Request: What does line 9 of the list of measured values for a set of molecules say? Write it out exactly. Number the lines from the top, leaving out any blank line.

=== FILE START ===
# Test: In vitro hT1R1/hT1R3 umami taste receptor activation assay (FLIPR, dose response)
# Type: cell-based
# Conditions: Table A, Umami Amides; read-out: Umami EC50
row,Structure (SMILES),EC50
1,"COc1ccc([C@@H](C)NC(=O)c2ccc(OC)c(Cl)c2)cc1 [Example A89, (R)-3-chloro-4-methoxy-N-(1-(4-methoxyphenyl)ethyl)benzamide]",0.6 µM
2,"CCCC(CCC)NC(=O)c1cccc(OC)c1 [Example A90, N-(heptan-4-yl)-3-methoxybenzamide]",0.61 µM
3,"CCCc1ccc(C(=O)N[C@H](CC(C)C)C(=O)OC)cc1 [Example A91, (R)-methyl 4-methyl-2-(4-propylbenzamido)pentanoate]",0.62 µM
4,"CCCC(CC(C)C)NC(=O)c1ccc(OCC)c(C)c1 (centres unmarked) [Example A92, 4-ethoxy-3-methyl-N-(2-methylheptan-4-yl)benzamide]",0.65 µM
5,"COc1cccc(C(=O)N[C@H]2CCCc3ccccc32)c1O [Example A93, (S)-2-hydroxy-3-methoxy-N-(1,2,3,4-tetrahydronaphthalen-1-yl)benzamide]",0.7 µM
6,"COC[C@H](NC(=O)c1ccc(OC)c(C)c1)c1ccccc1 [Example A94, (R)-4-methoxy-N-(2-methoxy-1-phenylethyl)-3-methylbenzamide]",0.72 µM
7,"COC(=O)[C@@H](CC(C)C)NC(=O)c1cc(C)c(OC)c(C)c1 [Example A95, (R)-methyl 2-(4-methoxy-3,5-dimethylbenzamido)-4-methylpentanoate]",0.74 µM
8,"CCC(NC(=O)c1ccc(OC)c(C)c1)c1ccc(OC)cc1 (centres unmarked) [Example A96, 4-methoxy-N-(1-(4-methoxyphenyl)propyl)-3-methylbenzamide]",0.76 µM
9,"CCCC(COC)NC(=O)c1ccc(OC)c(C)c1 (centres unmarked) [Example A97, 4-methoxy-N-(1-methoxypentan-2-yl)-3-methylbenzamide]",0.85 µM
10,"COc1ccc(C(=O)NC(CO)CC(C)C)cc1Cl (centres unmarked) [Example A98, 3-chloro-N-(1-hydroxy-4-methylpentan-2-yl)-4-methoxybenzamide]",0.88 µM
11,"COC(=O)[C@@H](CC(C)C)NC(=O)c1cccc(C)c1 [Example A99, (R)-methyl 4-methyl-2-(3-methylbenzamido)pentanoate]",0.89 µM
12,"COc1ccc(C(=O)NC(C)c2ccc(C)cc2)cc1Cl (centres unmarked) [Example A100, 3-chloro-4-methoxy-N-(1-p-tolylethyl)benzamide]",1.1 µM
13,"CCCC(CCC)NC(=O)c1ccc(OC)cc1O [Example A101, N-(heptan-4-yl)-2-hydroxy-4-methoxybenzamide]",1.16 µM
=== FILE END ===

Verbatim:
5,"COc1cccc(C(=O)N[C@H]2CCCc3ccccc32)c1O [Example A93, (S)-2-hydroxy-3-methoxy-N-(1,2,3,4-tetrahydronaphthalen-1-yl)benzamide]",0.7 µM